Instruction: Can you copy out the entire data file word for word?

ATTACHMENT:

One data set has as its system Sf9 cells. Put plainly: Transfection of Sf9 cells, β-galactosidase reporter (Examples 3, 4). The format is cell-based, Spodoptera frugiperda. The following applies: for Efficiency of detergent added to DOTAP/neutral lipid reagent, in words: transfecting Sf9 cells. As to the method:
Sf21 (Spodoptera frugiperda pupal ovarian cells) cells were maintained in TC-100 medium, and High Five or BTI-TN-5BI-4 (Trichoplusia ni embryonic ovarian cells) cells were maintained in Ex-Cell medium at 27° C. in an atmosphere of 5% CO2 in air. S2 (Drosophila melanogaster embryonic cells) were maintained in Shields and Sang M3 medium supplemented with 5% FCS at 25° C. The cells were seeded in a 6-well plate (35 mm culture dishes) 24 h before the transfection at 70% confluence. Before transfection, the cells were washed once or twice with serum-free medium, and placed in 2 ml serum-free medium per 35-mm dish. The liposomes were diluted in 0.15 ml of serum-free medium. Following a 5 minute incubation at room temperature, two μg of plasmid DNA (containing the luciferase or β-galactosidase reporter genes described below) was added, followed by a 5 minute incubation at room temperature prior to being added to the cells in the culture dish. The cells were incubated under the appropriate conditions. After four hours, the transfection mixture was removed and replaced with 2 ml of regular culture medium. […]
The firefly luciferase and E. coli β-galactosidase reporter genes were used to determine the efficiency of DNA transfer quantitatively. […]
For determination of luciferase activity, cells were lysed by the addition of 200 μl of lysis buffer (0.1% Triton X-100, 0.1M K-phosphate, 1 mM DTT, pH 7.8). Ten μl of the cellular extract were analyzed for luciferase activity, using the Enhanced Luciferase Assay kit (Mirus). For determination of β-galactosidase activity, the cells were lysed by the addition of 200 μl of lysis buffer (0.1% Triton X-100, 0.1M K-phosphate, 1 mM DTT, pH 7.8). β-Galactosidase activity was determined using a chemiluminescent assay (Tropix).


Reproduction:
One data set has as its system Sf9 cells. Put plainly: Transfection of Sf9 cells, β-galactosidase reporter (Examples 3, 4). The format is cell-based, Spodoptera frugiperda. The following applies: for Efficiency of detergent added to DOTAP/neutral lipid reagent, in words: transfecting Sf9 cells. As to the method:
Sf21 (Spodoptera frugiperda pupal ovarian cells) cells were maintained in TC-100 medium, and High Five or BTI-TN-5BI-4 (Trichoplusia ni embryonic ovarian cells) cells were maintained in Ex-Cell medium at 27° C. in an atmosphere of 5% CO2 in air. S2 (Drosophila melanogaster embryonic cells) were maintained in Shields and Sang M3 medium supplemented with 5% FCS at 25° C. The cells were seeded in a 6-well plate (35 mm culture dishes) 24 h before the transfection at 70% confluence. Before transfection, the cells were washed once or twice with serum-free medium, and placed in 2 ml serum-free medium per 35-mm dish. The liposomes were diluted in 0.15 ml of serum-free medium. Following a 5 minute incubation at room temperature, two μg of plasmid DNA (containing the luciferase or β-galactosidase reporter genes described below) was added, followed by a 5 minute incubation at room temperature prior to being added to the cells in the culture dish. The cells were incubated under the appropriate conditions. After four hours, the transfection mixture was removed and replaced with 2 ml of regular culture medium. […]
The firefly luciferase and E. coli β-galactosidase reporter genes were used to determine the efficiency of DNA transfer quantitatively. […]
For determination of luciferase activity, cells were lysed by the addition of 200 μl of lysis buffer (0.1% Triton X-100, 0.1M K-phosphate, 1 mM DTT, pH 7.8). Ten μl of the cellular extract were analyzed for luciferase activity, using the Enhanced Luciferase Assay kit (Mirus). For determination of β-galactosidase activity, the cells were lysed by the addition of 200 μl of lysis buffer (0.1% Triton X-100, 0.1M K-phosphate, 1 mM DTT, pH 7.8). β-Galactosidase activity was determined using a chemiluminescent assay (Tropix).